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NUR-513 Topic 1 DQ 1 how the role of advanced registered nurse transformed over time

how the role of advanced registered nurse transformed over time

Describe how the role of advanced registered nurse transformed over time. Consider shifts in scope and expectations in the 20th and 21st centuries. In what ways will the advanced registered nurse role and responsibilities continue to evolve and emerge as the American health care system changes?

3 posts
Re: Topic 1 DQ 1
Advanced practice registered nurse tittle, according to DeNisco & Barker (2016) is for masters prepared nurses who are responsible for providing clinical care to individuals. Historically, the role of an advanced practice nurse has commonly be associated to clinical roles and they include “clinical nurse specialist,

how the role of advanced registered nurse transformed over time

Assignment Describe how the role of advance registered nurse transformed over time

nurse practitioner, certified nurse-midwife, and certified registered nurse anesthetist” (DeNisco & Barker, 2016).

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In the 1970’s, there was a great shortage of primary care physicians in the United States. To resolve this, federal funding was given toward establishing more advanced registered nurses to occupy the positions for diagnosing and treatment in both urban and rural areas and prevent shortages (DeNisco & Barker, 2016). Nurse Practitioners are the largest in number of advance practice nurses in the United States. Overtime, the roles of advanced practice registered nurses expanded but not limited to nurse practitioners, nurse anesthetists, clinical specialists, and midwives, and all these field play a vital role in the current health care system (DeNisco & Barker, 2016).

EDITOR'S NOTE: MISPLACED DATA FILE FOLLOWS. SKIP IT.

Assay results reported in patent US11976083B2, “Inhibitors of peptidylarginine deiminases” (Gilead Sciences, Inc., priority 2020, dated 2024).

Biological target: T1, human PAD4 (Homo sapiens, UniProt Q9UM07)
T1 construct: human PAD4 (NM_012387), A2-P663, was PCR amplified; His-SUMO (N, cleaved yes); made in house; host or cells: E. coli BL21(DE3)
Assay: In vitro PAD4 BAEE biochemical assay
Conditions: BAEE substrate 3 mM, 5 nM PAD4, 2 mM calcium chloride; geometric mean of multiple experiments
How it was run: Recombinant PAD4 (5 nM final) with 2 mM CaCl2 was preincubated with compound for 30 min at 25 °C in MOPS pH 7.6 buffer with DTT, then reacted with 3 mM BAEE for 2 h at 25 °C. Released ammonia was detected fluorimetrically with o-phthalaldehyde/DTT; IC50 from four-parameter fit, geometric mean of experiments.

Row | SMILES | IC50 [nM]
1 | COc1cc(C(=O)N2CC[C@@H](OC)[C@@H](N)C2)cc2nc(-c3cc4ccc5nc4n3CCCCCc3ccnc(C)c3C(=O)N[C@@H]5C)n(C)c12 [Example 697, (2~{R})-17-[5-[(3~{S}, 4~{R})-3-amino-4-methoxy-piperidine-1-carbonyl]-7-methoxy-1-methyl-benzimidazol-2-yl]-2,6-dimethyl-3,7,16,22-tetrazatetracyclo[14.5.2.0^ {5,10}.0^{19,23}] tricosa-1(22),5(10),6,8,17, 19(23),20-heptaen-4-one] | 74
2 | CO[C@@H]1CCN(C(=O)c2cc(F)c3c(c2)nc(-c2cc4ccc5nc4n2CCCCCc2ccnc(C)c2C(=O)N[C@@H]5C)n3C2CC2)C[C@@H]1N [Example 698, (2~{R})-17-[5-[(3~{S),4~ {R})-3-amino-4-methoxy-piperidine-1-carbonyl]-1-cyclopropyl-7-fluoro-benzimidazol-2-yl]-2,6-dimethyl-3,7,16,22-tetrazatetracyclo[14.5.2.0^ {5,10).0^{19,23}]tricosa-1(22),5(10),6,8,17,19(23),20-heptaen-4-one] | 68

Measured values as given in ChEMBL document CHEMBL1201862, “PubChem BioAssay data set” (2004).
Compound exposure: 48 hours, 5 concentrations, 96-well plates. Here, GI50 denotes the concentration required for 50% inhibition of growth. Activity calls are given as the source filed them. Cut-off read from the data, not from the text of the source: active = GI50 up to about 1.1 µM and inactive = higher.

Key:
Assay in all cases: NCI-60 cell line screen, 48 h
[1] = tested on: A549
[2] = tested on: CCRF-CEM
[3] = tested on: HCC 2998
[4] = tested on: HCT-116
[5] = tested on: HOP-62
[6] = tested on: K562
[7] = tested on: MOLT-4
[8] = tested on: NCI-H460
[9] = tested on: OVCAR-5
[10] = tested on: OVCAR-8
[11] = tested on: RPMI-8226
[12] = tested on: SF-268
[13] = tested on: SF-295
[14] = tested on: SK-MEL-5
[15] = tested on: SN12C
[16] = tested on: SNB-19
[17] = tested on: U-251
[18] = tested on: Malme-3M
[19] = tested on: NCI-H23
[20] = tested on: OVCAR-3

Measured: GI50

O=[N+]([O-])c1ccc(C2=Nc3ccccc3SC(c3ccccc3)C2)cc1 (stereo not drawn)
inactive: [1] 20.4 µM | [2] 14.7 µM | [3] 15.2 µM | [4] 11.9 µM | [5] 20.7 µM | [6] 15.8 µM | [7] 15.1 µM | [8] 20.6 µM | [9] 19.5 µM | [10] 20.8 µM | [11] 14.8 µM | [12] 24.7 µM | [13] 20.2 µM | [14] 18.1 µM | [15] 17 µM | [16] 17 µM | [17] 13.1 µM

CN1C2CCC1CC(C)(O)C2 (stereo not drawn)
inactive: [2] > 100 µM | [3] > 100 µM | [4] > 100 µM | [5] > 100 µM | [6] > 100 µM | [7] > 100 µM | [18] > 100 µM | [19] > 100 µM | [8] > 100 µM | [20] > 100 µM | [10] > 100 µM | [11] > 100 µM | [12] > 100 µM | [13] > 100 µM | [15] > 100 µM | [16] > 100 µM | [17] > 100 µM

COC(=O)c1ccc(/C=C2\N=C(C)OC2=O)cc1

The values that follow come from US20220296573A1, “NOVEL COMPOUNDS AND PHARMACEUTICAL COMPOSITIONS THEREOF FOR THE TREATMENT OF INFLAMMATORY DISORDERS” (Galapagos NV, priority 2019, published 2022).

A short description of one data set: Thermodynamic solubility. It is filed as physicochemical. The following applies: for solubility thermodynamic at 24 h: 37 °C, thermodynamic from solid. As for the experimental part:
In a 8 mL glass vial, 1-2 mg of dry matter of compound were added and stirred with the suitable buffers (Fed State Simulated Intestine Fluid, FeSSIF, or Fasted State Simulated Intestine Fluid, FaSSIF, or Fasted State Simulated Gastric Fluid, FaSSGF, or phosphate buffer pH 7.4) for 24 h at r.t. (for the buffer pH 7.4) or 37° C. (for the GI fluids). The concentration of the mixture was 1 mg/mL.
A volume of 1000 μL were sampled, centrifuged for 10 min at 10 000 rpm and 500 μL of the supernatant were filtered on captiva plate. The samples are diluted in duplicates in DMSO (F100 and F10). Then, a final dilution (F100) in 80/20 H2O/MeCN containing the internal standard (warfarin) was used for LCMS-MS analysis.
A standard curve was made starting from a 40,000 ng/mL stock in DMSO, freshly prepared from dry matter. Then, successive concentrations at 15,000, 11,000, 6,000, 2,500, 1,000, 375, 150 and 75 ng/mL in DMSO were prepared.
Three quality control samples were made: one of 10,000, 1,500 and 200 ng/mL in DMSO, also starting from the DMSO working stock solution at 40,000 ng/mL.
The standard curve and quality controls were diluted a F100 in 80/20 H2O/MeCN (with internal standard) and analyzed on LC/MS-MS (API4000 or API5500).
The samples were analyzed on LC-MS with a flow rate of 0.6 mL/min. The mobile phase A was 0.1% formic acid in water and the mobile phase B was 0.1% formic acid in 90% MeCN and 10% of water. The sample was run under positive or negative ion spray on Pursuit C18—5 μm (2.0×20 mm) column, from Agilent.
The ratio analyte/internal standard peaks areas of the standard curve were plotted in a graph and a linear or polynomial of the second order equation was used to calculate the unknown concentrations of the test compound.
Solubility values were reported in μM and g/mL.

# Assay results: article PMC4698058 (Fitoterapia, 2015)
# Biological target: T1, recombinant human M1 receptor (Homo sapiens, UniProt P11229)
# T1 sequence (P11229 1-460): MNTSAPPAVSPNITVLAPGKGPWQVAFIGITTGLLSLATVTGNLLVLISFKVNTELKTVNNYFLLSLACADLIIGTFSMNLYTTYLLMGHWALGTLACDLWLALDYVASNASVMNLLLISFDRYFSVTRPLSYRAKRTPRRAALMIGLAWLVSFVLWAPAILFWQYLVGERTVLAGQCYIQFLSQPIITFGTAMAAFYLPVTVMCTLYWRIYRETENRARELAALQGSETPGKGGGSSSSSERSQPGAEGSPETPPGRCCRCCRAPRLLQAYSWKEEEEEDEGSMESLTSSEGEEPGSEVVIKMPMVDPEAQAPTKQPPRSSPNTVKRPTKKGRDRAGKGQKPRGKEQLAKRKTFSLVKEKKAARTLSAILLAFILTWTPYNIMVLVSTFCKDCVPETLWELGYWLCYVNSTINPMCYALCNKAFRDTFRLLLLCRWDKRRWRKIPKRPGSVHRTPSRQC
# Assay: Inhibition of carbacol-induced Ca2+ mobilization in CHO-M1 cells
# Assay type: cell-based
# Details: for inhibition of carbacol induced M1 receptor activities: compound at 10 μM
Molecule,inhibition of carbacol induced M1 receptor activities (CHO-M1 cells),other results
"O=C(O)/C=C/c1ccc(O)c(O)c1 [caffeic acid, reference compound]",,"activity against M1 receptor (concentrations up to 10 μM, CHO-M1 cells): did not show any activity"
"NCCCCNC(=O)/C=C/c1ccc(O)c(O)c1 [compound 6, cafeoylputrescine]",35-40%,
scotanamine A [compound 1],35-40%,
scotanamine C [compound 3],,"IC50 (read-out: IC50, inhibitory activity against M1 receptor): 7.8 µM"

Due to the shift in scope of nursing and focus on higher expectations and reliability in the 20th and 21st centuries, advanced education is required of nurses to work at the forefront of providing direct and preventative care. Hiring advanced practice registered nurses is seen as being cost effective to overcome physician’s shortages and other problems facing the health care system (Barton, Bevan, & Mooney, 2012). how the role of advanced registered nurse transformed over time

Advanced education in nursing has caused an increase in advanced nursing roles and responsibilities with broader scope of health care in areas including but not limited to primary, acute, and specialty health care across the lifespan through assessment, diagnosis, treatment of illnesses/injuries, and pain management (Tiffin, 2015). “Consequently, nurse administrators, public health nurses, and policymakers are considered advanced practice nurses albeit they do not provide direct care or obtain advanced practice licensure per the state they practice in” (DeNisco & Barker, 2016).

Advanced practice registered nursing is an avenue to focus on continuous management of individuals under the care and support of nursing experts. Advanced level of nursing education improves or changes the standard of practice of organizations using evidence-based practice.